When it is time to file the income tax, a few months from now, we will know how the tax reforms and the fiscal policies would have left a big dent on government revenue.
The government had reformed the taxation policy. As of now, the bold ones to recuperate millions of Ngultrums are yet to be seen. The reforms so far, like the reduction in property transfer tax of land, building and vehicle and doing away with the 5 percent tax on voucher recharge had been popular with the people.
It is obvious that there will be not many taxpayers next tax year as the Covid-19 pandemic has disrupted the economy and all businesses are affected. The fiscal and monetary measures, initiated to save businesses and even livelihood, we know, would leave a bigger hole on the government coffer.
A government trying to squeeze people during a pandemic will not be popular. It is not right. However, with the generous fiscal and monetary policies during the pandemic year, a lot of people would have benefited from the policies that were inclusive of both the affected and not affected.
The waving off of the equated monthly interest on loans and the deferment of loan repayment helped many. Among them are the landlords who need not pay interest. Some let it trickle down to the tenants. Some were not so generous.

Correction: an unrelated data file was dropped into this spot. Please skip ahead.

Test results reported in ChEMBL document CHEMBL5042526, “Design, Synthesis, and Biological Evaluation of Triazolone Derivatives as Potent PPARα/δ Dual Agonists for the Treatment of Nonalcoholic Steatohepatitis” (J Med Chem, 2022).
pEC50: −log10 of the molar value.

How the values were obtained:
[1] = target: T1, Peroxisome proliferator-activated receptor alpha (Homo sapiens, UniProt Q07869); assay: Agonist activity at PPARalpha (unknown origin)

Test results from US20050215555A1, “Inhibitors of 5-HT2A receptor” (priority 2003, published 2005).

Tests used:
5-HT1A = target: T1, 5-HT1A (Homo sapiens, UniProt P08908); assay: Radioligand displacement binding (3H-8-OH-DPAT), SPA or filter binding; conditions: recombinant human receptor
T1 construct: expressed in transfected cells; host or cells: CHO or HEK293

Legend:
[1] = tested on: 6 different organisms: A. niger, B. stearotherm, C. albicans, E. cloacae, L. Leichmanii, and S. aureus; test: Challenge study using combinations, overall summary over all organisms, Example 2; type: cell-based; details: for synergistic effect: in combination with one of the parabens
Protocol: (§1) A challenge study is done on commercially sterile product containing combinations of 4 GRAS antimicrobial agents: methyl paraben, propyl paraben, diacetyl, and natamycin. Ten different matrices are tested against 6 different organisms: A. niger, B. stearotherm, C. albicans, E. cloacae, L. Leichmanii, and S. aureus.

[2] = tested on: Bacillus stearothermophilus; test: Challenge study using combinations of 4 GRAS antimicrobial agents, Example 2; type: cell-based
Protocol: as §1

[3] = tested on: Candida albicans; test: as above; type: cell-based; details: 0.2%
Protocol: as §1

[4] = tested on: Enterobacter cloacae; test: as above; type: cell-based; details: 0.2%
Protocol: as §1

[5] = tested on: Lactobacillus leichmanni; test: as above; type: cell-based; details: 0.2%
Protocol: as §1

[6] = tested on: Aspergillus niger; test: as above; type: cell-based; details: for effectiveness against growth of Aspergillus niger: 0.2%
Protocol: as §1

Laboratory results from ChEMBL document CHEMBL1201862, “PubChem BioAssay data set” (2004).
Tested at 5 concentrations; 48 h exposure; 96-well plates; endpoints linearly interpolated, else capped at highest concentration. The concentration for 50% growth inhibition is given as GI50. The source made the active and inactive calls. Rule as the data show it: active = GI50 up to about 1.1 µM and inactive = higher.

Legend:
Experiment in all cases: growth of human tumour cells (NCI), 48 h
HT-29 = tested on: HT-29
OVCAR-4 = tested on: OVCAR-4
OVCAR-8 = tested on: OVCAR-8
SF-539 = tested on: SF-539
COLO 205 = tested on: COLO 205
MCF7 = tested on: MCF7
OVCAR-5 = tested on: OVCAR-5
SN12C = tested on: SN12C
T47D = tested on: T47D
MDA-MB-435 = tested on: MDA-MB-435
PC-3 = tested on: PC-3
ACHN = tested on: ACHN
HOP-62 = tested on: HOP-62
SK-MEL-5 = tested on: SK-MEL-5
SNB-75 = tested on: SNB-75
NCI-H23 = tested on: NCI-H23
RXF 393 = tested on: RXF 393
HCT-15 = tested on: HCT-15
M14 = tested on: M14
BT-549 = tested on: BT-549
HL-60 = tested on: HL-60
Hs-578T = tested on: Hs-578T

The shortage of housing across the country means rents are beyond the control of authorities. It is left to the market force and the market is skewed towards property owners. The revenue and customs department last year, before the pandemic, made it mandatory for landlords to issue rental receipts to tenants. The receipts will help officials know how much the taxpayer has earned through rental income. It will help prevent under-declaring of income or tax evasion.
How it will serve the purpose is a big question. If landlords are not serious of the new rule, tenants are least bothered about demanding one. The reason is obvious. If a tenant can benefit, in terms of concession on his or her tax returns, they would insist on the receipt and even question the manipulation in the amount when landlords issue the receipt. Why would a tenant, who pays Nu 10,000 a month, the average house rent in Thimphu, insist on a receipt if he is not benefiting.
Because the amount paid on house rent is not tax deductible or eligible for concession, many listen to the landlord and even manipulate the amount paid to help the landlord evade tax. There is no practice of deducing tax deducted at source for residential properties except houses rented for business and offices.
There are no monitoring or verification systems even with rules and regulations. This is a double edge sword as it makes tenants more vulnerable to the whims of the landlords and the government is losing revenue. The tax department is not even sure of how many people own property or how much tax they earn from rental income. Personal income tax is broad based in the sense that incomes from all sources are clubbed together. This leads to revenue leakage.
The responsibility also falls on tenants, who so far had been crying foul in the house rent debate. If they insist on receipts, a portion of the “exorbitant” rent they pay will get into the government coffer.
How do we plug such loopholes? Could we make house rent tax deductible so that everybody insists on documents to help revenue leakage?